So many ignored mistakes can kill and bury your startup, no matter how innovative your ideas are or how enterprising the founder is.
Especially in the tech industry, where the ability to develop new ideas is critical to success, good ideas don’t always turn into profitable businesses.
Many founders fail despite having outstanding and inventive solutions to issues that are market worthy.
For entrepreneurs, especially those who had put so much time, effort, and personal money into the company, this might be a challenging and disappointing experience.
The failure of startups in Africa is due to several causes. Some are outside the founders’ and team members’ control, while others are not.
Nowadays, startups are vigorously fighting with one another to establish their foothold in the global marketplace.
Here are 5 things that can kill and bury your startup fast.
1. Business model with flaws
A business model is essentially a road map that ensures the smooth operation of a company.
It establishes the client base and determines how products or services can be modified to deliver value to these customers to maximise revenue.
Unfortunately, even with fantastic ideas and value propositions, many firms fail in this area. A flawed business model will kill and bury any startup sooner or later.
A business model can be defective in a variety of ways. A company’s model is faulty if its value propositions produce more costs than revenue.
In other words, if a firm spends more money to offer value than it receives in revenue, it is on its way down.
Opay, which spent a lot of money producing cheaper products and services for various of its businesses, including ride-hailing, food delivery, and fintech services, is a well-known example.
The super app spent a lot more money to provide value for an extended period. After the Lagos State Government banned motorcycles, most of the company’s verticals could not survive.
A company’s model might also be problematic if suitable channels for reaching and delivering value to the consumer base are not established.
It makes no difference how amazing a solution is if people are unaware of it and unable to use it.
Several business analysts could create efficient models for businesses. Founders would be wise to make use of their services.
2. Making an effort to please everyone
One of the primary reasons most businesses fail is that they take every tip and piece of advise far too seriously.
Have you ever heard the expression “too many cooks spoil the soup”? When an entrepreneur pays attention to everyone, this is exactly what happens.
It is essential to stay focused on the main objective and goal. Once you’ve made a plan, stick to it and don’t change it.
This could lead to unfavourable outcomes that aren’t beneficial to the startup.
What matters in a startup is the team and their shared choice in the direction of the brand’s growth.
It’s important to listen to everyone, but ultimately, do what you and your team believe is best for the company.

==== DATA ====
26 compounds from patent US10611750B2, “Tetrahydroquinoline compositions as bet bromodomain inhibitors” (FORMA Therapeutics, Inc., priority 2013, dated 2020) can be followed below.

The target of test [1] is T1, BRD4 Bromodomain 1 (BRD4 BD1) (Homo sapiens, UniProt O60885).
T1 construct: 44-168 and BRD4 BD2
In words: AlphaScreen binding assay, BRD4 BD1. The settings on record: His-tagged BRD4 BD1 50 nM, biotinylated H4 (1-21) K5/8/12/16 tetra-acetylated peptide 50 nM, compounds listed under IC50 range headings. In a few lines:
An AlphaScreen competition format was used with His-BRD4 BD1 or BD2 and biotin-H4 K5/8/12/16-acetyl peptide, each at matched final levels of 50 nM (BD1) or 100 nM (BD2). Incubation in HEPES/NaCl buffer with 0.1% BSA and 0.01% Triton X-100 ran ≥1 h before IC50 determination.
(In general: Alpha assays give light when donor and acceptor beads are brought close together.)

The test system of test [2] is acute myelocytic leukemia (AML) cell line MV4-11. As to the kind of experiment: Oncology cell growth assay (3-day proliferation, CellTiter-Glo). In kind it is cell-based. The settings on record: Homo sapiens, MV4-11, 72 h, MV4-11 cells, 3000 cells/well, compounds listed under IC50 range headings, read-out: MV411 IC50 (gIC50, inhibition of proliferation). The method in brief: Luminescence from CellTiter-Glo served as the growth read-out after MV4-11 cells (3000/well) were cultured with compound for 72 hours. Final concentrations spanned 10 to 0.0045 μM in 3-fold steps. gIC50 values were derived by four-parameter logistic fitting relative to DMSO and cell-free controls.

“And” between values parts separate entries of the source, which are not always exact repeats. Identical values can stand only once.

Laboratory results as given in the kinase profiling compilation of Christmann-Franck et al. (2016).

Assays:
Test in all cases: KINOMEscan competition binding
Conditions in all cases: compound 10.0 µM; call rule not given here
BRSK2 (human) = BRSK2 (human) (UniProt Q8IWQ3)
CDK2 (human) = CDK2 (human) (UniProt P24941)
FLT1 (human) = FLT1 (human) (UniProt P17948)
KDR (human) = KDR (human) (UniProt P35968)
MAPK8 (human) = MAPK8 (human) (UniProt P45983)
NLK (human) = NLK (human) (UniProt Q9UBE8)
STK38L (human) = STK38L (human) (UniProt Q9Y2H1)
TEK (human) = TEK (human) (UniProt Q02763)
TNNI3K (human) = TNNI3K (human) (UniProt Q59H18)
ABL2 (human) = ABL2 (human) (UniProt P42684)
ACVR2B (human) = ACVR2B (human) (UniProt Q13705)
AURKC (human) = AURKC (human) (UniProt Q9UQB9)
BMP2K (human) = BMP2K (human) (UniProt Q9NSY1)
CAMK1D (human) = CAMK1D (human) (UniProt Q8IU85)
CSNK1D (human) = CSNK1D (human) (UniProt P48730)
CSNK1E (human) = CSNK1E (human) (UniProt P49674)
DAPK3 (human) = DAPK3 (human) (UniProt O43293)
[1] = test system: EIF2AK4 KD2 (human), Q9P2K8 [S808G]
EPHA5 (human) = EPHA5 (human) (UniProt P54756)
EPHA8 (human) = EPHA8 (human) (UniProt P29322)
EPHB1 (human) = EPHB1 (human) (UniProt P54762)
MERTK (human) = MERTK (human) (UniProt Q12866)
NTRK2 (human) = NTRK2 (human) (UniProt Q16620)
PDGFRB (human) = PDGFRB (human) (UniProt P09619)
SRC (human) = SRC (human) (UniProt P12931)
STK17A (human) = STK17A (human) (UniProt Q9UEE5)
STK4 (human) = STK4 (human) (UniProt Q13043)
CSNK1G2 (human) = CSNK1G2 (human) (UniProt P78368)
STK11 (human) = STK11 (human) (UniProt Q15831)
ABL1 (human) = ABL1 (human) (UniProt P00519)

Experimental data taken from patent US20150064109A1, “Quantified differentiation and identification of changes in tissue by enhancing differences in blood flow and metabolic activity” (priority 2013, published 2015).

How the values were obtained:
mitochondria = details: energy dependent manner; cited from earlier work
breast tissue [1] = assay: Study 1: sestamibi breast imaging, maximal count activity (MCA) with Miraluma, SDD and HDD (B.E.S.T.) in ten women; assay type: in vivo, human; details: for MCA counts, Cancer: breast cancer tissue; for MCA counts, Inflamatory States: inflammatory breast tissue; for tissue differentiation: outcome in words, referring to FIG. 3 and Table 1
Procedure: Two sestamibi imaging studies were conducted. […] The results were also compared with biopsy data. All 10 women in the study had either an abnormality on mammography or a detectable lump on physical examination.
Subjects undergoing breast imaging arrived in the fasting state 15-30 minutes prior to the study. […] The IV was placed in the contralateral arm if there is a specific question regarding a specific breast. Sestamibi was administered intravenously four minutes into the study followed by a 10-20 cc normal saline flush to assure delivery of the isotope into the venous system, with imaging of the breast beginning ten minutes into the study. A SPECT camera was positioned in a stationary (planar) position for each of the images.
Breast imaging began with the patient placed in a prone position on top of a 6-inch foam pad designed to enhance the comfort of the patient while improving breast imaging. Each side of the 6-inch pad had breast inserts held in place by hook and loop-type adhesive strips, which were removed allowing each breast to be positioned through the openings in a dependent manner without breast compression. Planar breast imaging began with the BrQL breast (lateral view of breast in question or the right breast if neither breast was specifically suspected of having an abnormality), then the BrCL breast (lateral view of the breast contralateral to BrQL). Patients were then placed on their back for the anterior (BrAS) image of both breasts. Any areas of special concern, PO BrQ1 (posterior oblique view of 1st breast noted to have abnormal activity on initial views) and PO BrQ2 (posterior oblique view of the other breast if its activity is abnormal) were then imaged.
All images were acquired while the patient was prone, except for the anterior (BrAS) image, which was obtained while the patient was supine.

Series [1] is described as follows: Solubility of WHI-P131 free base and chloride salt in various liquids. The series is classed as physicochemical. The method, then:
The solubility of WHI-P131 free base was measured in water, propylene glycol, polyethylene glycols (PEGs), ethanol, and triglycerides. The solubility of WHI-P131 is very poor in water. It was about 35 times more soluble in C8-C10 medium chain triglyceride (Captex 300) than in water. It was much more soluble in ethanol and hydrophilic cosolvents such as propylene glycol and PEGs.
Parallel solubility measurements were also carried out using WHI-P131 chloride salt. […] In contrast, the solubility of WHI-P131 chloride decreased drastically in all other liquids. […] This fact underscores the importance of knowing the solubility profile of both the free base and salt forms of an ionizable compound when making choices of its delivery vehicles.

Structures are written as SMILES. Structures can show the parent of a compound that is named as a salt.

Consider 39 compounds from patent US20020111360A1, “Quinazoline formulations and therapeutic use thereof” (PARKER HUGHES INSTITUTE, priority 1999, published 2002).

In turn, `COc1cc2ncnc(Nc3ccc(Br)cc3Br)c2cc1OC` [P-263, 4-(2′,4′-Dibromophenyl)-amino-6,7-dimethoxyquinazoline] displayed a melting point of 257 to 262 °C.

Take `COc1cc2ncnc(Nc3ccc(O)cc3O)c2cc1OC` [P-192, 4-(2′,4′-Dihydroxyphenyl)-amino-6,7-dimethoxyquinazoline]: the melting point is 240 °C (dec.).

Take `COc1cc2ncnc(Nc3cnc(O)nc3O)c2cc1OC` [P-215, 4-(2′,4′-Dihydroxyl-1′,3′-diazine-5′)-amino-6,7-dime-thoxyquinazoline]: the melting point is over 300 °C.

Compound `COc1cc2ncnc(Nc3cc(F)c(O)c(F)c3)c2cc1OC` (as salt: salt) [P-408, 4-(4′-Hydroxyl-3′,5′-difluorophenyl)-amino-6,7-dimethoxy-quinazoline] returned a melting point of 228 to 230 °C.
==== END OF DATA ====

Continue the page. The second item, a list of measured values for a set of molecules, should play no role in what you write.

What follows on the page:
Outcompeted simply implies that the competition has overwhelmed you and driven you out of business.
While it is good to be unconcerned about the competition, ignoring them is also a terrible business practice.
This is because once a market embraces a tech product or service, nothing prevents other innovators from swooping in to fill the void it has created.
Often, these newcomers arrive with better and more creative ways of performing the old things and a large sum of money, and it’s just a matter of time before they take over the space.
4. There is no market demand
As surprising as it may seem, because you’d think people going into business would be confident in their market, the lack of a market is the leading cause of startup failure.
Many digital innovators are well-known for developing answers to problems that they perceive to be urgent rather than those that the market believes to be so.
It’s not uncommon to hear stories of founders who explored various ideas before settling on the one that works.
Rather than wasting time coding and designing algorithms for perceived problems, founders should devote more time, effort, and money to market research and analysis.
Many legal apps are languishing in Play stores because their creators created what they thought were real-world solutions, but the market disagrees.
5. Inadequate resources and failure to raise more funds
We’ve all heard a lot about this, haven’t we? Finance will always be the backbone of every endeavour.
It is challenging to develop an idea until it materialises as a physical firm – ready to enter the market – without adequate capital. And this contributed to the failure of 38 per cent of the companies analysed.
Even after creating a market-ready minimum viable product, maintaining and scaling it would necessitate additional money.
While many startups bootstrap their businesses from concept to early-stage, external funding is nearly always required at some point. However, many startups never make it to that point.